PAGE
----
Marijuana is known as one of the most popular and widespread drugs in the world. Historical records suggest that cannabis was used in prehistoric societies for religious ceremonies, as well as for meditation and relaxation. Nowadays, most governments prohibit the recreational use of marijuana; however, in most states of the U. S., it is legal to use cannabis for medical purposes and in some of the states – for recreational ones. The focus of this paper will be on the impact of the legalization of the U.S. economy with possible positive and negative sides of the matter.
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The History of Marijuana Criminalization and Legalization
Marijuana was outlawed in the USA in the 1930s when the Marijuana Tax Act was issued. After the law was issued, several states decriminalized possession in small amounts, and some of them legalized medicinal marijuana. In 2009, as it appeared in a poll conducted by the authorities, the citizens were concerned about the strict drug laws, and several new policies, including, for instance, the Ogden memo, have been adopted ever since (Zambiasi and Stillman 2). The first states that legalized recreational marijuana were Washington and Colorado in 2012 (Zambiasi and Stillman 1-2), and currently, it is legal in nine states and the District of Columbia.
Pros and Cons of Legalization
Marijuana legalization may lead to substantial profits for the government. However, new profits often come with additional expenditures. There are positive as well as negative sides of the legalization, regarding the economy. First, marijuana legalization significantly reduces black market production and distribution, allowing businesses to operate legally, leading to a less burdened judicial system. The government will potentially need fewer detention facilities and forces, thus spending less money. According to Saaty, “of the $48.7 billion spent by states and the federal government in 2008, $13.8 billion was strictly used for marijuana enforcement” (1).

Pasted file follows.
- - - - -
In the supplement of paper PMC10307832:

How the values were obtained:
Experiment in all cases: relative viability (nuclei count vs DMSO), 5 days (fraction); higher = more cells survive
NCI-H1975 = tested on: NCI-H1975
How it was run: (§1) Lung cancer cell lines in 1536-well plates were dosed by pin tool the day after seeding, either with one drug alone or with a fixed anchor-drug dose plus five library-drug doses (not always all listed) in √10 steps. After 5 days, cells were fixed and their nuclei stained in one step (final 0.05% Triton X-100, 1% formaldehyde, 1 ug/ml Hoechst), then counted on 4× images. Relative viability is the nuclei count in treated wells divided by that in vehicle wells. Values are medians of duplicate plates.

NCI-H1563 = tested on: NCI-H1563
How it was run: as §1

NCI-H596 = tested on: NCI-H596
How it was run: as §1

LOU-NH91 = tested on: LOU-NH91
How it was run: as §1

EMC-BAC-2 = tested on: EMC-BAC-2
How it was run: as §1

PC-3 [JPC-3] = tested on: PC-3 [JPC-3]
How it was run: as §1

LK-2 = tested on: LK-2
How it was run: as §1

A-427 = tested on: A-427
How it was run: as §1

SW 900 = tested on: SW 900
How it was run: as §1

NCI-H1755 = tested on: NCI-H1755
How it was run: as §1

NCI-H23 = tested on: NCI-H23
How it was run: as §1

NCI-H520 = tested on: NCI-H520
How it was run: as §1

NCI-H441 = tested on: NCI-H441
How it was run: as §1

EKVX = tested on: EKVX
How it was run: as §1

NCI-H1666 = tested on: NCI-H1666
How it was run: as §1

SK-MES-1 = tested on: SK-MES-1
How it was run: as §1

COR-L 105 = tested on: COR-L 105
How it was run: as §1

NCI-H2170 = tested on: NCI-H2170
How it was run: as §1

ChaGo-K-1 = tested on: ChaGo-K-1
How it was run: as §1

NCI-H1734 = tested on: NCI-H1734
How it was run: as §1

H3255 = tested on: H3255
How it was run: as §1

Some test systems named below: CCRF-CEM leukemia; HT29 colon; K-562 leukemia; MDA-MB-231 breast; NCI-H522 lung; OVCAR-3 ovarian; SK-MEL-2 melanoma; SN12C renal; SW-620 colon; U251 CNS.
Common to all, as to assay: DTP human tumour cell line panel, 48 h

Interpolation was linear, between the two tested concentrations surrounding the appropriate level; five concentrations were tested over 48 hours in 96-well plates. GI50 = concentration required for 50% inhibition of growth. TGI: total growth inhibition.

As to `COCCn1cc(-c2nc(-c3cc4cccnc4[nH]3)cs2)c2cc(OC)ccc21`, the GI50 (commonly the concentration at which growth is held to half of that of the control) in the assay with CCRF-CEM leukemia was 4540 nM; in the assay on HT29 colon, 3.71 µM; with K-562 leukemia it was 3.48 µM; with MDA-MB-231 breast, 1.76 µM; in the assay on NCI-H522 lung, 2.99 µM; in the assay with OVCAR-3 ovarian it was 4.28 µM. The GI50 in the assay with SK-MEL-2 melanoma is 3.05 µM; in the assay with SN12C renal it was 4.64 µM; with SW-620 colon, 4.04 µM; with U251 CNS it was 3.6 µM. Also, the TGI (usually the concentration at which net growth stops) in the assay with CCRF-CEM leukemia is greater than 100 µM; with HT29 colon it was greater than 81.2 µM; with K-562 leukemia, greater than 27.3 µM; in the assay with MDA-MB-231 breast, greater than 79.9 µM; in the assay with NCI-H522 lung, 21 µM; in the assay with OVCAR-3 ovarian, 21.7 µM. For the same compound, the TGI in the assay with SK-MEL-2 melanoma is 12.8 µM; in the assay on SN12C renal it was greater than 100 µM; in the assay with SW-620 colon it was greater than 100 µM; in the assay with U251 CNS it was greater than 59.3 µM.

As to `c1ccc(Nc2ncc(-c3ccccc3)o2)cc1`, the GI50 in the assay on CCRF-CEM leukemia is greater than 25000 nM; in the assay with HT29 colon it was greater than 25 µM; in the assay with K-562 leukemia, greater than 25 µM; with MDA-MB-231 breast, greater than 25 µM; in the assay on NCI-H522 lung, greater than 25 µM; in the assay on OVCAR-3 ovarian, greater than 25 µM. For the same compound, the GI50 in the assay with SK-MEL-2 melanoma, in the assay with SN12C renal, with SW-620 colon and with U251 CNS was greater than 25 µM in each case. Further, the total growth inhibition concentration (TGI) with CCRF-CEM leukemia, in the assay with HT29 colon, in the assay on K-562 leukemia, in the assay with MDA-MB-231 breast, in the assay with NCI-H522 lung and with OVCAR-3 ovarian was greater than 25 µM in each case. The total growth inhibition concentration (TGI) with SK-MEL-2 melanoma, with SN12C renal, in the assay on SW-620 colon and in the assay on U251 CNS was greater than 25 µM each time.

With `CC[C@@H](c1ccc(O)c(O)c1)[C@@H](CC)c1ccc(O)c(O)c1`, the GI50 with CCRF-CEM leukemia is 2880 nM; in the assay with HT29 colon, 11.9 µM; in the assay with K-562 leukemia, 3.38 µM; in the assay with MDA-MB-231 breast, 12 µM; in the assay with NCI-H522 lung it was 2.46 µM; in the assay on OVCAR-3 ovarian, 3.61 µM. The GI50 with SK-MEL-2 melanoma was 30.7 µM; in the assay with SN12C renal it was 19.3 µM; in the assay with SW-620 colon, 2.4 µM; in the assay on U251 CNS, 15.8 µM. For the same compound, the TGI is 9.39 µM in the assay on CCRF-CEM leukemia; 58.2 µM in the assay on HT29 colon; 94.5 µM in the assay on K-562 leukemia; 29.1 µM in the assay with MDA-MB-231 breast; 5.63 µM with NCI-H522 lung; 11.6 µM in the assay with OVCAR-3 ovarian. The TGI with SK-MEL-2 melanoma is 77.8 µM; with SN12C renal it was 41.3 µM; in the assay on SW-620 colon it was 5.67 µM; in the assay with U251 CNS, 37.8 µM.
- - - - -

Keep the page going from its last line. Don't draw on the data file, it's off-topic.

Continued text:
Since legalization brings down the costs of production and distribution, the government can impose a tax on marijuana, generating additional revenue. However, establishing a universal way to tax marijuana may be challenging; Colorado and Washington already tax marijuana based on its value, while other states plan to take the weight as a point of reference (Kilmer, “The “10 Ps” of Marijuana Legalization” 56). Moreover, if the tax is too high, it may stimulate the black market.
Marijuana legalization naturally increases its use with all its health risks, entailing significant healthcare expenditures. The government will be forced to establish new testing programs, awareness messaging, and control institutions. According to Kilmer, “from mid-2012 through Fall 2014, the Washington State Liquor and Cannabis Board spent about $9 million to develop the proposed regulations” (Marijuana Legalization 5). In addition to tourists, drug legalization also attracts migrants. As of 2015, for instance, the number of citizens in Colorado had increased by roughly 3% since marijuana was legalized for recreational use (Zambiasi and Stillman 10). Such population growth, if uncontrolled, inevitably leads to a shortage of job positions, housing, etc.
At the beginning of 2018, federal authorities rescinded the Cole Memorandum that weakened strict prohibition enforcement in states where marijuana was legal. Although this may potentially help regulate the market, the local laws still differentiate from state to state, ruining the overall macroeconomic balance. Considering that, it might be beneficial for the government to enforce similar laws throughout the country to control the market more effectively.
In conclusion, marijuana legalization has its pros and cons that can greatly affect the economy. It may entail not only financial profits but also losses on federal and local levels. It appears that a uniform drug policy throughout the nation might be a solution to some of the problems. It is crucial for the government to find the middle ground in laws and regulations regarding the matter to counterbalance the financial problems.
Kilmer, Beau. Marijuana Legalization, Government Revenues, and Public Budgets. RAND Corporation, 2016.
—. “The “10 Ps” of Marijuana Legalization.” Ideas, vol. 54, 2015, pp. 52–57.
Saaty, Thomas L. “A Marijuana Legalization Model Using Benefits, Opportunities, Costs, and Risks (BOCR) Analysis.” International Journal of Strategic Decision Sciences (IJSDS), vol. 6, no. 2, 2015, pp. 1–11.
Zambiasi, Diego, and Steven Stillman. “The Pot Rush: Is Legalized Marijuana a Positive Local Amenity?” The IZA Institute of Labor Economics Papers, vol. 1, 2018, pp. 1–24.